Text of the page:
Early Retirement is a Myth for Most

My dad was about my age when the company he’d worked for most of my life until that point decided to screw him over, effectively forcing him out. I wasn’t there when he got home, I was at my after-school job at Black’s Camera in Trafalgar Village. He had been, for all intents and purposes, sent into early retirement.

When I was a teenager, “Freedom 55” was a sales tactic with London Life, which became an enduring part of Canadian advertising culture. When I was young, it seemed possible, attainable, “why not?”. I was also young and stupid (I didn’t even qualify for “naive”) and had no idea of what was to come.

Oh, if only I could talk to myself at that age… Ah, I probably still wouldn’t listen.

My dad didn’t entirely retire, of course. He started a small company selling “green” things (like a specially-treated peat moss that could clean up oil spills), a bit ahead of his time, but the stuff at least worked. Eventually he slipped into not needing to work, and doing only things he wanted to do because they were fun.

I know I’m in my 50s (52 this year in July). It’s a rare moment when I stop and realize that “holy crap, I got old” and that maybe I should pay a bit more attention to things. I won’t be retiring in 3 years – that’s impossible, short of a lottery win – but there are things I probably should start planning for better than I am.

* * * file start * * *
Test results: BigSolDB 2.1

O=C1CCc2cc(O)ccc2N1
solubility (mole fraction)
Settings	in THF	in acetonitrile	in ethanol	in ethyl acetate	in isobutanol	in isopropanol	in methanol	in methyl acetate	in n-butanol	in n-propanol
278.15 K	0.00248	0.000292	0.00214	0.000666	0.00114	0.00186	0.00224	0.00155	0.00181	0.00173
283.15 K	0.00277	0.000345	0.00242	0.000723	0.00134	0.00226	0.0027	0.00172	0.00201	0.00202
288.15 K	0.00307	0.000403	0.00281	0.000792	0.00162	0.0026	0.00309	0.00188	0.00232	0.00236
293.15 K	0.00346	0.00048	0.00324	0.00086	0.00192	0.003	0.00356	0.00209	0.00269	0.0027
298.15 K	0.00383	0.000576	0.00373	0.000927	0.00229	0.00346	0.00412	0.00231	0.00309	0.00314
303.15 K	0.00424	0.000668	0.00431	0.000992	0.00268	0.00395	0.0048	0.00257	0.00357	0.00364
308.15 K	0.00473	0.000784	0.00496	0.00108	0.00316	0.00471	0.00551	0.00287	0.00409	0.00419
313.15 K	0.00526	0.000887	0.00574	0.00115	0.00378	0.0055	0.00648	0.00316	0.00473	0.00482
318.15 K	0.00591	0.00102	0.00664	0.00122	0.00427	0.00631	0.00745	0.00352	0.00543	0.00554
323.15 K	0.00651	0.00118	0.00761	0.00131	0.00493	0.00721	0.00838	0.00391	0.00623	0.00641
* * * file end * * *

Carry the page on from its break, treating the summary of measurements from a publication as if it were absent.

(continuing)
Alex and I have talked a bit about what we might do after the kids move out. Monkey’s 16 and entering her final year of public school in September, post-secondary life has been part of discussions for a couple of years. Choo Choo’s 14, so she’s still at home for another four years. I’ll be 56 when I start to become an empty nester. And then, what?

I plan to live forever, of course. That’s about the only reasonable way for me to consider my longevity, as while the females in my family can truck almost a century, most of the males in my family have had comparatively short lifespans. My Uncle David has bucked the trend significantly, doing quite well at about 80; my father died at 63, his father died when my father was a mere 18. How long I’ll live has some pretty wild variance.

I think the question is not “when” I’ll retire, it’s more “if”. With luck, I’ll hit the legal age and I’ll be able to collect from various funds, but none of that will support me long-term. I’ll definitely need to keep working for as long as I can, or find other “professions” to supplement my income to keep me going.

I just hope I can teach my kids a bit better, so they’ll be better prepared for this age, and not have to worry about how to survive the second half of their lives.

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